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"Happy Blooming Christmas to you too!"

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A 1973 graphic novel by Raymond Briggs. This is a very different version of Father Christmas or Santa. He doesn't live in the North Pole with Mrs. Claus, his elves and his eight tiny reindeer; instead he lives in a London townhouse with two reindeer and his cat and dog. Far from being jolly, he's grumpy and treats his job, well like a job like any other bloke. The book covers his nightly run and the labor it takes from getting his sled ready, having to deal with the cold and the snow, and tight chimneys. His final delivery on the night is none other than to HM The Queen at Buckingham Palace. As he finishes he runs into a friendly milkman who looks remarkably similar to Briggs' father.

Briggs wrote a sequel in 1975 called Father Christmas Goes on Holiday where he well goes on holiday. He converts his sled into a caravan and after misadventures in camping grounds in France and Scotland, he checks into a Las Vegas Casino resort for a very long stay, until he's reminded to get back to work by a child guest.

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Both books were combined into a short film with Mel Smith as the voice of Father Christmas in 1991 by the same company that made The Snowman as companion piece to the latter film; both James and the Snowman make a cameo in the film as well.


Examples:

  • Acid Reflux Nightmare: Father Christmas has one of these after eating an incredibly high-fat meal on his first night in France.
  • Adaptation Distillation: The film combines books so they both happen in the same year. The events of Father Christmas Goes on Holiday come first and his Christmas run comes after.
  • Bad Santa: Well, not really bad, but less squeaky-clean and relentlessly jolly and more grumpy than most portrayals.
  • Big Eater: A little too much. See Acid Reflux Nightmare above.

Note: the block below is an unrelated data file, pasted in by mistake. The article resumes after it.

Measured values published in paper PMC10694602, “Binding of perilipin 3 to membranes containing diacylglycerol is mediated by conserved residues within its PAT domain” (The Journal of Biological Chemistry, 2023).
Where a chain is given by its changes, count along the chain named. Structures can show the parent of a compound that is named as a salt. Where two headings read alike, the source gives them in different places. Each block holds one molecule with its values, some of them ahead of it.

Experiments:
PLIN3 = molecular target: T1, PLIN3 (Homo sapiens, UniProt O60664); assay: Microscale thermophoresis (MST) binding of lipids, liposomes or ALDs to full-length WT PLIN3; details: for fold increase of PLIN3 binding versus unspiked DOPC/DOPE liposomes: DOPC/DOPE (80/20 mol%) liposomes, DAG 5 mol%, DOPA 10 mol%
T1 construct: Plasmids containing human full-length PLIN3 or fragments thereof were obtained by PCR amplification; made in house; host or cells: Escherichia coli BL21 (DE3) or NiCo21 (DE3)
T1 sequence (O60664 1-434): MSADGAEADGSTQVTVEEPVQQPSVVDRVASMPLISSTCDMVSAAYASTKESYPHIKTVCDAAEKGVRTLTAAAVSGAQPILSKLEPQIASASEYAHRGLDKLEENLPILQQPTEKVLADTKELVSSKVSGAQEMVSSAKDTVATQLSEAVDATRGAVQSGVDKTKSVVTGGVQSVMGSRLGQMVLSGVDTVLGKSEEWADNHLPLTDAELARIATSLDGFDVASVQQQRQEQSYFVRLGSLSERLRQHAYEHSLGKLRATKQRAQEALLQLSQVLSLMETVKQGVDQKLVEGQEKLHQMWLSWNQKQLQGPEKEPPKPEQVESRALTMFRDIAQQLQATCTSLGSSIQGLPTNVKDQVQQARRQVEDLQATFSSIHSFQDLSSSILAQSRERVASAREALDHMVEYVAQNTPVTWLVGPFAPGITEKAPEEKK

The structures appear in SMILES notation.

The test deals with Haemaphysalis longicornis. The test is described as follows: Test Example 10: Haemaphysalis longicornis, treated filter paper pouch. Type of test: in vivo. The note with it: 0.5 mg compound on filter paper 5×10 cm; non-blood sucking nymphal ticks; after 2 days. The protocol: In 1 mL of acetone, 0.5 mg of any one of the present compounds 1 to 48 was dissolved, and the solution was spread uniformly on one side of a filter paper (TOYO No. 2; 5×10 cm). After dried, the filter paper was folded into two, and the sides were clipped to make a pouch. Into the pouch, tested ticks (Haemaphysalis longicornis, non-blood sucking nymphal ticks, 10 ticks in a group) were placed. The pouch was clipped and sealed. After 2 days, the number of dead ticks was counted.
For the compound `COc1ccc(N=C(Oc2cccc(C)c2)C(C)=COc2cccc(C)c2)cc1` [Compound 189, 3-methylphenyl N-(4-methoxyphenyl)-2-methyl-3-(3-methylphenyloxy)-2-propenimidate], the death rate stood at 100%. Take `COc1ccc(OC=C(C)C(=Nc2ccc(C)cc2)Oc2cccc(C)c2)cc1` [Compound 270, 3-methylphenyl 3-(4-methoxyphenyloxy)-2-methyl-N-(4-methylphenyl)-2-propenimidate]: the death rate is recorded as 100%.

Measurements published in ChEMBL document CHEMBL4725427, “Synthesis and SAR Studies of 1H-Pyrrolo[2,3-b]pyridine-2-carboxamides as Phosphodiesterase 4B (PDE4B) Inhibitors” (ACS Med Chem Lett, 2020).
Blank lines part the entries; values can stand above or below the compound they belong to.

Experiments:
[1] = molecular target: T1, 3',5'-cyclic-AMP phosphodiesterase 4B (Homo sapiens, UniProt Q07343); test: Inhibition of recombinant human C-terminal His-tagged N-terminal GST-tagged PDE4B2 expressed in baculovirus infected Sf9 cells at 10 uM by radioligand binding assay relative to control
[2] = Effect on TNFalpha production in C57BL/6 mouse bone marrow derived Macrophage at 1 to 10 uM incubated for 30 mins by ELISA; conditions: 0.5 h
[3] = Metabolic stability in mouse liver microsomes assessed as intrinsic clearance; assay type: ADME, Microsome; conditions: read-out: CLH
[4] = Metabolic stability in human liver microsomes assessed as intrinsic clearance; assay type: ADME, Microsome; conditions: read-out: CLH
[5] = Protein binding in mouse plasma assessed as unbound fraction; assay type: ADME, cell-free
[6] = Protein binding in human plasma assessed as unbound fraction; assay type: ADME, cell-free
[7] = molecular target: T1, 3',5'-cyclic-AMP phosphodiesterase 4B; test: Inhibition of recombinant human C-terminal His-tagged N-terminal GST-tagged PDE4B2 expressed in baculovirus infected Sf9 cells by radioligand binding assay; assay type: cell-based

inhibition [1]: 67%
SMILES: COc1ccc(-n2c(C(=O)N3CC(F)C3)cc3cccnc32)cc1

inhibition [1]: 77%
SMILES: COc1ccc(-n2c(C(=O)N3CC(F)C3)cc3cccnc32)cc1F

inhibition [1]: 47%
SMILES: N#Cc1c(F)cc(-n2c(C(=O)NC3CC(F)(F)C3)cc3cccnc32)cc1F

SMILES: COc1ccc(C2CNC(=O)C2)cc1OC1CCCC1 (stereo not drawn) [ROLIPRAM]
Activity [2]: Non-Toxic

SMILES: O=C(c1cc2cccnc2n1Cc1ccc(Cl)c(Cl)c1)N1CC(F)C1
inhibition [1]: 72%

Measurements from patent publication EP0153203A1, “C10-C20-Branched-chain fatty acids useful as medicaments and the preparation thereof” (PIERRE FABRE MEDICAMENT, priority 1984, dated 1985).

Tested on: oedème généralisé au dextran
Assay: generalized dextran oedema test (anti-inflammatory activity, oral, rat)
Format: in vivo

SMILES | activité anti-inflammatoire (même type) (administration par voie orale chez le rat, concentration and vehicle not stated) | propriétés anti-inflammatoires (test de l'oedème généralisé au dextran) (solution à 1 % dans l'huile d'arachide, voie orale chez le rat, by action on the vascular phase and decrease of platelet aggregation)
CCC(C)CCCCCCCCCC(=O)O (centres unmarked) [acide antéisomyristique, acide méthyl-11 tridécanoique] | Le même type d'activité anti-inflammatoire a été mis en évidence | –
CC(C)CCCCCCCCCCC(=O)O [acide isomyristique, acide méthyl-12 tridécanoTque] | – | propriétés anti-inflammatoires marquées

• Bowdlerisation: When the film was released in America, Father Christmas was given a new voice actor and made less grumpy and more jolly (and more posh) to better fit American sensibilites (and for family audiences). Also all traces of the word "bloomin'" were removed.
    • In the British version, Father Christmas' favorite present is a bottle of booze, in the American dub it's cologne.
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  • Breaking the Fourth Wall: Father Christmas during the Framing Device.
  • Catchphrase: Father Christmas injects the word "bloomin'" into every other sentence.
  • Early-Bird Cameo: Briggs' father appears in the background as a milk an. He later starred in his own graphic novel and movie, Ethel & Ernest.
  • Expy Coexistence: Briggs' father, Ernest makes a background cameo in Father Christmas. There's another cameo from Jim and Hilda Bloggs from When the Wind Blows, whom Briggs based on his parents.
  • Foreign Queasine: Averted, then played straight, then averted again: Father Christmas orders everything on the menu when he's in France, even though everything is "a la creme" — served with a cream sauce, or otherwise containing cream (such as his coffee.) It's all delicious, but he gets terrible indigestion. Later on, in Scotland, he cheerfully tucks into a plate of haggis.
  • Framing Device: The cartoon starts and ends with Father Christmas Breaking the Fourth Wall as he tells the audience about his holiday and job.
  • French Cuisine Is Haughty: When Father Christmas is on holiday in France, he initially loves the food but is then indignant that they don't have bottled table sauces that he can put on it. Later on, he goes to a cafe for breakfast and is disgusted when all they'll give him is a croissant and a cup of coffee.
  • Friend to All Children: The reason why despite all the complaining Father Christmas has about his job, he does it every year-he loves the kids.
  • Grumpy Old Man: Father Christmas.
  • High-Class Glass: When Father Christmas visits a casino in Las Vegas in Father Christmas Goes on Holiday, he completes his image as a high roller by sporting a monocle. Ironically, it's just a cheap plastic toy he found in a Christmas cracker the year before, but it does suit him.
  • Leaving Food for Santa: Father Christmas has Father Christmas getting rather tipsy on all the sherry that the children leave out for him (in Britain, it's traditional to give Santa a mince pie and a sherry to keep him going, and a carrot for his reindeer).
  • No Casinos Were Harmed: When Father Christmas goes to Las Vegas, he stays at Nero's Palace Hotel and Casino.
  • Potty Emergency: As part of his overindulgence in France, Father Christmas ends up dashing to the gents every five minutes until sunrise.
  • Reasonable Authority Figure: A very rare example in the work of Raymond Briggs is the Nero's Palace car park attendant, who doesn't seem to see anything weird in the fact that an old guy with a big white beard left him a bunch of reindeer to look after. Father Christmas tips him lavishly, thanks him and wishes him the "best of luck". Well, it is Vegas...
  • Working-Class Hero: Briggs states that he saw parallels between Father Christmas and his father who was a milkman (and yes he is the milkman who Father Christmas meets near the end of his run).

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